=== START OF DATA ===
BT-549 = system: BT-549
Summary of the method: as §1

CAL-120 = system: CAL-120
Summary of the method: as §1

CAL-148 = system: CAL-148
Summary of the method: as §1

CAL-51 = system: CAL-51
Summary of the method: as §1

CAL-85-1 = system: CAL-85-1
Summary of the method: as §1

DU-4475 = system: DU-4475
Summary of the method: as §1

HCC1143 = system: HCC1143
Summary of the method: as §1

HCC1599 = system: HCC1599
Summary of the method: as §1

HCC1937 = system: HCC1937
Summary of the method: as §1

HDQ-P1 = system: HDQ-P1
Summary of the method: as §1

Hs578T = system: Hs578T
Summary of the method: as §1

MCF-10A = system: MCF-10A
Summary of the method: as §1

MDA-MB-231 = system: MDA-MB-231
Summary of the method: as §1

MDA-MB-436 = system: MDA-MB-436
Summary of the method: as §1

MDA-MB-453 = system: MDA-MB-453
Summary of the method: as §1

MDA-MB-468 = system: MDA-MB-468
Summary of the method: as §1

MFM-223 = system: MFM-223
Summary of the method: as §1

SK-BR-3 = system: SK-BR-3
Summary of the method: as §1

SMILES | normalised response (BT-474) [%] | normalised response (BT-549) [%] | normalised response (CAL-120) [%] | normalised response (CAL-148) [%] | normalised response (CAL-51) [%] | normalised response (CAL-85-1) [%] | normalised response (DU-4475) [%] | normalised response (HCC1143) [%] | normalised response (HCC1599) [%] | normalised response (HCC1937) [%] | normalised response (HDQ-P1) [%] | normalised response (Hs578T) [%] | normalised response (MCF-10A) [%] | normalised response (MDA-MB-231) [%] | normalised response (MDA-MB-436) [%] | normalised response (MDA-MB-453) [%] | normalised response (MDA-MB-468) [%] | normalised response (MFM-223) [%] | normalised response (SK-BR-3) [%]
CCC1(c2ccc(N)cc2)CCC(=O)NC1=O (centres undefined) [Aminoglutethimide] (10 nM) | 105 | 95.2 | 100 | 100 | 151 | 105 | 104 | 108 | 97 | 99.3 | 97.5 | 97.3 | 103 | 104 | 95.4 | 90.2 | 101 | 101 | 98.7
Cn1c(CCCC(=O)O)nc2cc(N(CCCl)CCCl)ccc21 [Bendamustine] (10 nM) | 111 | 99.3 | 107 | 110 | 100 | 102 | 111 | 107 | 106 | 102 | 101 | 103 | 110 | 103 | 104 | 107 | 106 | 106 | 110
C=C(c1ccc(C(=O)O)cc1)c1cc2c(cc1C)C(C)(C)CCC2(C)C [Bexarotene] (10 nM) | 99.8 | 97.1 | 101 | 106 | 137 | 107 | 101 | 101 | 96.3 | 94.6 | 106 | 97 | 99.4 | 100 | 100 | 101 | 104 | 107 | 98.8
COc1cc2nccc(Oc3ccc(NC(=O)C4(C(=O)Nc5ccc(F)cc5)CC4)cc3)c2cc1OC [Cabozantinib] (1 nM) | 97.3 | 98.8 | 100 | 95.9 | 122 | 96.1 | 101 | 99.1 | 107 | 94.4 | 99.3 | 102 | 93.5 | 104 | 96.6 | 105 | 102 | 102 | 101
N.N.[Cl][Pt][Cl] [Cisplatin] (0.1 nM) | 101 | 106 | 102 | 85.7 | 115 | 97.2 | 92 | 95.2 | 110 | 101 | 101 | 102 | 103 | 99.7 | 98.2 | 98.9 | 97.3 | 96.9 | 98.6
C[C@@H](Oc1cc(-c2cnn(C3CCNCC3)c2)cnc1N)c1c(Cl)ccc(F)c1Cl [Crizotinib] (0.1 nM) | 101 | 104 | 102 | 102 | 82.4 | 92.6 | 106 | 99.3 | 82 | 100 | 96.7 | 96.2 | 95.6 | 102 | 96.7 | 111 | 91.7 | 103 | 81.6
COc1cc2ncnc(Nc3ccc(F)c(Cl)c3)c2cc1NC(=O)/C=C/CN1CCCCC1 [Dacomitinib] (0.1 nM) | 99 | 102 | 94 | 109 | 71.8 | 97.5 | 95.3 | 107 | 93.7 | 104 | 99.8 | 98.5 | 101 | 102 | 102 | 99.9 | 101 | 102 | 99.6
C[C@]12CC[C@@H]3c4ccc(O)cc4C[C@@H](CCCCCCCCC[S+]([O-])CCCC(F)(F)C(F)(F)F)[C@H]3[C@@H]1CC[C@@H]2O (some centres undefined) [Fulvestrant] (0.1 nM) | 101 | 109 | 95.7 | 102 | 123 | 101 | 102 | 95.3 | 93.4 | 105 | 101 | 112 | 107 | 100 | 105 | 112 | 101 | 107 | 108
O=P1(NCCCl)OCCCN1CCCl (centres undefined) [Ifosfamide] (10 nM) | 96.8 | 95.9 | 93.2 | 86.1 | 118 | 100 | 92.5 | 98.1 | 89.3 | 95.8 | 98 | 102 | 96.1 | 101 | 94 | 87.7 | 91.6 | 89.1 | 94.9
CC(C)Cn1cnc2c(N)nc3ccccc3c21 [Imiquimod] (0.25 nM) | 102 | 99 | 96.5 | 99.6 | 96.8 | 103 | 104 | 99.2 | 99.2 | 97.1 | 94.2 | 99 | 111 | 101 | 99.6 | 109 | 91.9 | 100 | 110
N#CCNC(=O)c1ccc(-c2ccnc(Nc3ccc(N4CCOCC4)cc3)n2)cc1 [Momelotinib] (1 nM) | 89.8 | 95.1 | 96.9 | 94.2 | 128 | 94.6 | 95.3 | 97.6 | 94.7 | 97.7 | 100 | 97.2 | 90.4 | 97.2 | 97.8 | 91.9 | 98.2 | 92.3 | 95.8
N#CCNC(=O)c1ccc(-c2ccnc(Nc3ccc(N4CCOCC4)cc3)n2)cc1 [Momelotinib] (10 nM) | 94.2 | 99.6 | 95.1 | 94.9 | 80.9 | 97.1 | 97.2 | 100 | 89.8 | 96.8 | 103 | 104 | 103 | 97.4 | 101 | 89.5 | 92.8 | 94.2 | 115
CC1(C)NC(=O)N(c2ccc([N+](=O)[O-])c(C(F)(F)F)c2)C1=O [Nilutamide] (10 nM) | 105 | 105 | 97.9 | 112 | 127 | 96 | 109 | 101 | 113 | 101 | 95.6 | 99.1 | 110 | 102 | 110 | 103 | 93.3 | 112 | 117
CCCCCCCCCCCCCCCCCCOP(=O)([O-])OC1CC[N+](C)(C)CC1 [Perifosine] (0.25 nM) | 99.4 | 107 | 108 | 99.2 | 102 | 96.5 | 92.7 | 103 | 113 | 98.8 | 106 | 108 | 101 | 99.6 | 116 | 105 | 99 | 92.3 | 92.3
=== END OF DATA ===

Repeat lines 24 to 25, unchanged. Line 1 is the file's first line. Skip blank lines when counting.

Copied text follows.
Summary of the method: as §1

MDA-MB-231 = system: MDA-MB-231